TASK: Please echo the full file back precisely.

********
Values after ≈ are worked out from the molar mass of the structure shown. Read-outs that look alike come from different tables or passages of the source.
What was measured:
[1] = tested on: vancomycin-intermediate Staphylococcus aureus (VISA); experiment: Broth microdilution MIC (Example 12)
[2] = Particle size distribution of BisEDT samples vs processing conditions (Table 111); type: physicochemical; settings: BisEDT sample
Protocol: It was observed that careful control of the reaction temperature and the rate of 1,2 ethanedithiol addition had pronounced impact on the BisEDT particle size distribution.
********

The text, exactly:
Values after ≈ are worked out from the molar mass of the structure shown. Read-outs that look alike come from different tables or passages of the source.
What was measured:
[1] = tested on: vancomycin-intermediate Staphylococcus aureus (VISA); experiment: Broth microdilution MIC (Example 12)
[2] = Particle size distribution of BisEDT samples vs processing conditions (Table 111); type: physicochemical; settings: BisEDT sample
Protocol: It was observed that careful control of the reaction temperature and the rate of 1,2 ethanedithiol addition had pronounced impact on the BisEDT particle size distribution.